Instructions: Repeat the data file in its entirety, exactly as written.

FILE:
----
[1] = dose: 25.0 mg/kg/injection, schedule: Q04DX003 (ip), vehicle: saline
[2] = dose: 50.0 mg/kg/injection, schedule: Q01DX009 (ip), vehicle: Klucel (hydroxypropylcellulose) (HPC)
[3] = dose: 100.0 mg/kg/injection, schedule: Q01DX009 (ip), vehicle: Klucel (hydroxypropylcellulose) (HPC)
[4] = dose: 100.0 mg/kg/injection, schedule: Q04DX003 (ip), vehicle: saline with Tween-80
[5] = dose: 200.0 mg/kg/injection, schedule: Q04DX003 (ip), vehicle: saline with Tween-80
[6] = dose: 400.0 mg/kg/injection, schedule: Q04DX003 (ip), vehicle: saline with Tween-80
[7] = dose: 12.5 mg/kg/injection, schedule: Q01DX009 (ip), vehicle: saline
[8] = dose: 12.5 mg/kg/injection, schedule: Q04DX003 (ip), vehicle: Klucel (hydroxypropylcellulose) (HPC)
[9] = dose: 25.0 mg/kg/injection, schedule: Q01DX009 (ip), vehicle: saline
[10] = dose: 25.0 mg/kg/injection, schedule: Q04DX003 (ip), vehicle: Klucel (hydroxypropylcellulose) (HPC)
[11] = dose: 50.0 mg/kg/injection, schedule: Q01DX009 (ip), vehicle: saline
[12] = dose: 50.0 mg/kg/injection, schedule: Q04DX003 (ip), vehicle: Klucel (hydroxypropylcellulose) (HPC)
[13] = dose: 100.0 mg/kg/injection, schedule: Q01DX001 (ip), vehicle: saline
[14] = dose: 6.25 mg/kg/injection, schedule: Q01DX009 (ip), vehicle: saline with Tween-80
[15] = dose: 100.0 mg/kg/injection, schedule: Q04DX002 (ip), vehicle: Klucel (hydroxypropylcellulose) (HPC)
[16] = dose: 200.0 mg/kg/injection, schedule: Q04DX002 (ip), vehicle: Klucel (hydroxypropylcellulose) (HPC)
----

[1] = dose: 25.0 mg/kg/injection, schedule: Q04DX003 (ip), vehicle: saline
[2] = dose: 50.0 mg/kg/injection, schedule: Q01DX009 (ip), vehicle: Klucel (hydroxypropylcellulose) (HPC)
[3] = dose: 100.0 mg/kg/injection, schedule: Q01DX009 (ip), vehicle: Klucel (hydroxypropylcellulose) (HPC)
[4] = dose: 100.0 mg/kg/injection, schedule: Q04DX003 (ip), vehicle: saline with Tween-80
[5] = dose: 200.0 mg/kg/injection, schedule: Q04DX003 (ip), vehicle: saline with Tween-80
[6] = dose: 400.0 mg/kg/injection, schedule: Q04DX003 (ip), vehicle: saline with Tween-80
[7] = dose: 12.5 mg/kg/injection, schedule: Q01DX009 (ip), vehicle: saline
[8] = dose: 12.5 mg/kg/injection, schedule: Q04DX003 (ip), vehicle: Klucel (hydroxypropylcellulose) (HPC)
[9] = dose: 25.0 mg/kg/injection, schedule: Q01DX009 (ip), vehicle: saline
[10] = dose: 25.0 mg/kg/injection, schedule: Q04DX003 (ip), vehicle: Klucel (hydroxypropylcellulose) (HPC)
[11] = dose: 50.0 mg/kg/injection, schedule: Q01DX009 (ip), vehicle: saline
[12] = dose: 50.0 mg/kg/injection, schedule: Q04DX003 (ip), vehicle: Klucel (hydroxypropylcellulose) (HPC)
[13] = dose: 100.0 mg/kg/injection, schedule: Q01DX001 (ip), vehicle: saline
[14] = dose: 6.25 mg/kg/injection, schedule: Q01DX009 (ip), vehicle: saline with Tween-80
[15] = dose: 100.0 mg/kg/injection, schedule: Q04DX002 (ip), vehicle: Klucel (hydroxypropylcellulose) (HPC)
[16] = dose: 200.0 mg/kg/injection, schedule: Q04DX002 (ip), vehicle: Klucel (hydroxypropylcellulose) (HPC)